Title of Invention


Abstract The large bandwidth available in Optical Fiber links can be exploited using digital pulse-position modulation (DPPM) to improve receiver sensitivity. Usually the digital signals are available in Pulse-Code-Modulated (PCM) form. For transmission of signals over fiber-optic links using DPPM, PCM-to-DPPM conversion is needed which usually involves parallel to serial conversion if the signal to be transmitted is a multi-bit parallel signal. A novel and in-expensive circuit for this purpose has been presented in this paper. The proposed circuit converts the multi-bit parallel PCM signal at its input to a serial DPPM signal at the output. The proposed circuit is modified at a very low cost to generate encrypted DPPM signal corresponding to the multi-bit parallel PCM signal The circuits for recovering the PCM signal at the receiver end have also been presented. The developed circuits can be attractive for commercial application in many communication and instrumentation systems.
Optical Fiber (O.F) communication systems are becoming popular for long-haul communication due to a multitude of reasons. Several PTT administrations have installed O. F. links for various inland and under-sea systems. With advanced single-mode fibers like dispersion shifted and dispersion flattened fibers coming in the market, and with the popularity of the optical fiber amplifiers, intensity modulated direct detection (IMDD) systems are becoming quite popular. A large bandwidth available with these systems is not fully exploited by existing PCM systems used for data transmission.
It has been proved that receiver sensitivity below 100 photons per binary bit can be achieved with direct detection using Digital Pulse Position modulation (DPPM), even at high data rates, thereby exploiting the large bandwidth offered by mono-mode fibers. DPPM systems over mono-mode fibers, thus offer much improved receiver sensitivity. Hence there has been a tendency to use DPPM instead of PCM wherever possible.
Since most of the modems for digital communication have been designed for PCM, a PCM-to-DPPM converter is required if DPPM is to be used for data transmission. Similarly, DPPM-to-PCM converter will be needed at the receiver end as most of the destination units operate on PCM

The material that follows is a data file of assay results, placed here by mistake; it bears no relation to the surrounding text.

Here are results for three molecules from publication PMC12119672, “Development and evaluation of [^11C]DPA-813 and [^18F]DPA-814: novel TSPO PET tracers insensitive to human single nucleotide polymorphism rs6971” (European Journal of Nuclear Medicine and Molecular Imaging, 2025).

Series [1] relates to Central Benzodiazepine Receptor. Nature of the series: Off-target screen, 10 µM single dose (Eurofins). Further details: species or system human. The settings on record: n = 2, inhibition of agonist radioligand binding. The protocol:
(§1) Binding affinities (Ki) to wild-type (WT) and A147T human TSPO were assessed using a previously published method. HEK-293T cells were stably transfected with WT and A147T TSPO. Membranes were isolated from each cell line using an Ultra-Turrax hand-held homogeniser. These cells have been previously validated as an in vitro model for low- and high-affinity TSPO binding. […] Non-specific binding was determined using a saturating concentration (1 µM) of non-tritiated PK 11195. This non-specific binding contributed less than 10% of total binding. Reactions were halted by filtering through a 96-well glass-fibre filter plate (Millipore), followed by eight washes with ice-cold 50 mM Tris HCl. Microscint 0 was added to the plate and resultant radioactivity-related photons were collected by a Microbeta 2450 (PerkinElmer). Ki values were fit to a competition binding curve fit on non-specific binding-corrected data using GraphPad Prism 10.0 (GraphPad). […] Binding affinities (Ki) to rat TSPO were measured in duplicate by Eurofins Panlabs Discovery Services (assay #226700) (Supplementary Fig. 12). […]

signals. Circuits reported in the literature for this purpose are usually complex (refer to IEEE Transactions on Communication, Vol. COM-31, No.4, pp. 518-525, 1983).
An optical fiber is increasingly becoming analogous to free space channel, as a large number of signals arc being transmitted simultaneously through the fiber by using various techniques. In view of the paramount importance of message security against eavesdropping, the encryption of signals before transmission through the optical fiber becomes, thus, very attractive.
In light of the above discussion, a simple technique for PCM-to-DPPM conversion has been invented. A 3-bit parallel PCM-message signal is directly converted into the corresponding DPPM signal, using the proposed circuit. Receiver circuit for DPPM-to-PCM conversion is also presented. The proposed circuit for PCM-to-DPPM conversion can be used to incorporate the encryption of the DPPM signal lor message security against eavesdropping, without using additional hardware. The resultant DPPM signal can be easily demodulated into the original PCM signal and the corresponding circuit for the demodulator has been presented. The experimental results obtained after simulating the proposed circuits on a digital computer using PSpice software have been presented. Since the circuits will be used as hardware modules for various commercial applications, hardware prototype models for the proposed technique have been developed using integrated circuits (ICs). Experimental results carried out over the hardware modules of the proposed circuits have been presented.
Fig. 1 shows the circuit diagram of the PCM-to-DPPM converter. 3-bit parallel PCM message words to be converted into the DPPM signal, are used as the control word or line select input of a l-to-8-line de-multiplexer (DMUX), as shown. For laboratory testing, message words used are generated by a specially designed counter (which generates eight 3-bit words) whose circuit/state
diagram is shown in Fig. 2. The output of DMUX is linearly multiplexed/scanned by an 8-to-l line multiplexer (MUX), whose control word or line select input is the 3-bit output of a -^8 linear counter. The DMUX and MUX are connected together by order of their line numbers as shown in Fig.l. The source-clock (CKS) used as the clock signal for the linear counter has a frequency